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Federal Judge Mulls Salmon Issue

by Tony Evans
Idaho Mountain Express, May 18, 2011

Decision looms large for migrating fish

An endangered sockeye salmon is released into Redfish Lake south of Stanley. Ocean-running salmon and steelhead must swim about 900 miles to spawn in the Salmon River in the remote Stanley Basin north of Ketchum.

Theirs is one of the longest runs of any ocean-going fish in the world. Regional salmon advocates would like to make the trip a lot easier, by removing hydroelectric dams on the lower Snake River.

Four species of ocean-running fish once returned to Idaho in immense numbers, perhaps as many as 2.5 million fish each year. Sockeye salmon, colored deep red while spawning, gave the name to Redfish Lake near Stanley. Damming, over-fishing and destruction of habitat over many years reduced the number to a trickle during the last century.

Idaho's coho salmon went extinct in 1986. Only 22 endangered sockeye salmon, on average, returned to the state during the 1990s. Steelhead is a threatened species today.

Thanks to legislated conservation efforts, including the use of spillways, fish ladders and barges, and fish hatcheries, steelhead and salmon are coming back from the brink of extinction. Last year 1,300 sockeye returned to the state, a significant increase, but no cause for celebration among fish advocates.

"It is a hopeful sign, but we do not want people to take home an illusion of a recovery," said Greg Stahl, assistant policy director at the advocacy group Idaho Rivers United.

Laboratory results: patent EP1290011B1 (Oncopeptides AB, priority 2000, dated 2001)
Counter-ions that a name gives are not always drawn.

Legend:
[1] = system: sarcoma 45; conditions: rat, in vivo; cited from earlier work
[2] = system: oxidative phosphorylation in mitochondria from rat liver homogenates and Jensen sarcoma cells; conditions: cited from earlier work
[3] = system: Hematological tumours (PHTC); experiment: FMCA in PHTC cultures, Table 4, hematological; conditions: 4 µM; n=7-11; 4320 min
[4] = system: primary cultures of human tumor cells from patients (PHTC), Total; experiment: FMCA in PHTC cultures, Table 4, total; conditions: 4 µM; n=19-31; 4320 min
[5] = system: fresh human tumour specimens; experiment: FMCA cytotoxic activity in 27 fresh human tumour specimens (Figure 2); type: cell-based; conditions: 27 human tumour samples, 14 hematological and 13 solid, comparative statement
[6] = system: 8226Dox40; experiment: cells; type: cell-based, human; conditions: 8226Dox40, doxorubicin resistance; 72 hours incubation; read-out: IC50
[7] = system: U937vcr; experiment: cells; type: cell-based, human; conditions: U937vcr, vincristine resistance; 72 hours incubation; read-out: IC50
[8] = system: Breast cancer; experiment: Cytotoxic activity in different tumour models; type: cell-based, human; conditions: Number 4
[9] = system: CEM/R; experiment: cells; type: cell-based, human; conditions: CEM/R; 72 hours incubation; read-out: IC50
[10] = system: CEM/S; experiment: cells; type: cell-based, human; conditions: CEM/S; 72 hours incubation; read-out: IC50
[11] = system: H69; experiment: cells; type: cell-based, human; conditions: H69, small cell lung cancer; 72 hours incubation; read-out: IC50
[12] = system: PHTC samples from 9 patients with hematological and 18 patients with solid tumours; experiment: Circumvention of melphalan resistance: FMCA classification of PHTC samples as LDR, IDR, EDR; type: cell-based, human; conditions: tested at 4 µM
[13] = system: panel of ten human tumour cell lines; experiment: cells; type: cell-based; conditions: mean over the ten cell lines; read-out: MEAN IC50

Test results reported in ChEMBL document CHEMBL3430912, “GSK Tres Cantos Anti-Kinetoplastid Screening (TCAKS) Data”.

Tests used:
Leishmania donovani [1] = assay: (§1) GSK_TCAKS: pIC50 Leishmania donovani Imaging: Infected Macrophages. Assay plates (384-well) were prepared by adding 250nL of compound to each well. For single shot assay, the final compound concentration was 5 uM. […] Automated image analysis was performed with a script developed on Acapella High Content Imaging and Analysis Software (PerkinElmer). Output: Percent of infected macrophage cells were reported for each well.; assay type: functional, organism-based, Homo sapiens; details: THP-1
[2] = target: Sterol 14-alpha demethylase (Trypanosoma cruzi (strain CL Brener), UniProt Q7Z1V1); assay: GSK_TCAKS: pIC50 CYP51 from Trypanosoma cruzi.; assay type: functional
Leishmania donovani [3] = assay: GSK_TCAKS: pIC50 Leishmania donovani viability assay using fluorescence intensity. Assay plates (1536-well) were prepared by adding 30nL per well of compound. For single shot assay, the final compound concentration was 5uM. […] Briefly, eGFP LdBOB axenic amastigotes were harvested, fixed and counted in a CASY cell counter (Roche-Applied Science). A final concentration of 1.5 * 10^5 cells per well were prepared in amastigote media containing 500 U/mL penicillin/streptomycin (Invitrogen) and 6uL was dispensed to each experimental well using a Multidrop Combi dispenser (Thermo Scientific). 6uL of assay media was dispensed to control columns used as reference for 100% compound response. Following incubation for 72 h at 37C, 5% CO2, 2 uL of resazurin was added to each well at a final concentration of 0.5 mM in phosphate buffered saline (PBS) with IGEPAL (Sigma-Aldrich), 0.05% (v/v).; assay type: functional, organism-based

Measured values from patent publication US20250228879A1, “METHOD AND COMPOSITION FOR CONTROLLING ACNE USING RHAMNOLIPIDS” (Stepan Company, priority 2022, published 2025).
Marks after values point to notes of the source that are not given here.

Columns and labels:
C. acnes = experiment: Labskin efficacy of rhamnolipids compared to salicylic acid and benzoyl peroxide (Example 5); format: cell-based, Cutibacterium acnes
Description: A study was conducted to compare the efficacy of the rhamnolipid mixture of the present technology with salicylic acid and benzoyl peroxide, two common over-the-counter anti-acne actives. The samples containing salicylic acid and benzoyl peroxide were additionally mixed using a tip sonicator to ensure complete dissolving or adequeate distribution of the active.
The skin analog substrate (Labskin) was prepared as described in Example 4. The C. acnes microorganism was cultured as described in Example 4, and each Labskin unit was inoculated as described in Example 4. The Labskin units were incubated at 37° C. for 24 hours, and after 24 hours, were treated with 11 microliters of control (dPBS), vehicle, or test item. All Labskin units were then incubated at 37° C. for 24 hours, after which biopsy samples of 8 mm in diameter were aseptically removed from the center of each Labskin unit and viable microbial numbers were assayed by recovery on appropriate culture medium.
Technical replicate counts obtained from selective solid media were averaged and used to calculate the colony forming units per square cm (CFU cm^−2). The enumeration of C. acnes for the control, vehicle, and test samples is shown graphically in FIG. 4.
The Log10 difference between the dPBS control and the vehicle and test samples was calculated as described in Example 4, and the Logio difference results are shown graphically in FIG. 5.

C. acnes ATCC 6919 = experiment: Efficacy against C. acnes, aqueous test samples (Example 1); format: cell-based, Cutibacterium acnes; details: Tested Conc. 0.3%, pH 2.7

"Only 2 percent of the 2.5 million fish that used to come back to Idaho come back today, and the vast majority of these are hatchery-raised fish," Stahl said.

A recent surge in returning steelhead (212,000 last year) brought further signs of hope, and an unusual open season on the species for sport-fisherman. But only 15 percent of the steelhead were wild, Stahl said.

Idaho Rivers United, the state of Oregon, the Nez Perce tribe and about 50 environmental groups have sued the federal government to make changes that would increase the runs enough to de-list the remaining endangered and threatened species.

Fish advocates maintain that the greatest challenges to the return of healthy runs of salmon and steelhead are hydroelectric power-producing dams on the Columbia and Snake rivers.

Related Pages:
Breaching the Dams? by Peter DeFazio, Eugene Weekly, 5/3/11
DeFazio's Role in the Columbia Basin Salmon Crisis by Sheena Moore, Eugene Weekly, 4/21/11
Saving Salmon: Time to Get Out of the Courtroom and Into the River by Doc Hastings & DeFazio, The Oregonian, 3/11/11

Tony Evans
Federal Judge Mulls Salmon Issue
Idaho Mountain Express, May 18, 2011

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